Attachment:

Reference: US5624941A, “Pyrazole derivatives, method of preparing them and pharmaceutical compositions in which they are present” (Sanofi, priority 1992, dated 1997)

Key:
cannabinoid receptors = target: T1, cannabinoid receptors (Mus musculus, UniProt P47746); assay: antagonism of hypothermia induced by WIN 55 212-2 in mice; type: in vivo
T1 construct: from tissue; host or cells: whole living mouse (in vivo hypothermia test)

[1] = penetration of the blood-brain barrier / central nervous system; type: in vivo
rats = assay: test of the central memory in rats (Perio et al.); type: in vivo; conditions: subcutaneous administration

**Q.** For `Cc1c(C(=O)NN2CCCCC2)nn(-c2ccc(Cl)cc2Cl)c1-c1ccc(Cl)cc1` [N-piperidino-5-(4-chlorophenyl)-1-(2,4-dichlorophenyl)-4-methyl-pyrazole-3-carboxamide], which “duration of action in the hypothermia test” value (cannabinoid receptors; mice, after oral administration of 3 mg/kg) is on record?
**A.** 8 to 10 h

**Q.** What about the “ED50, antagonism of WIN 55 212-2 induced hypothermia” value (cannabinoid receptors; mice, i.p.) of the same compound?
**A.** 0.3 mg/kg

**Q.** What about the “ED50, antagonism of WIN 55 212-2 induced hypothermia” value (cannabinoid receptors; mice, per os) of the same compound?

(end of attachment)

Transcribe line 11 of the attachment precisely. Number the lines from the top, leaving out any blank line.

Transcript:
**Q.** What about the “ED50, antagonism of WIN 55 212-2 induced hypothermia” value (cannabinoid receptors; mice, per os) of the same compound?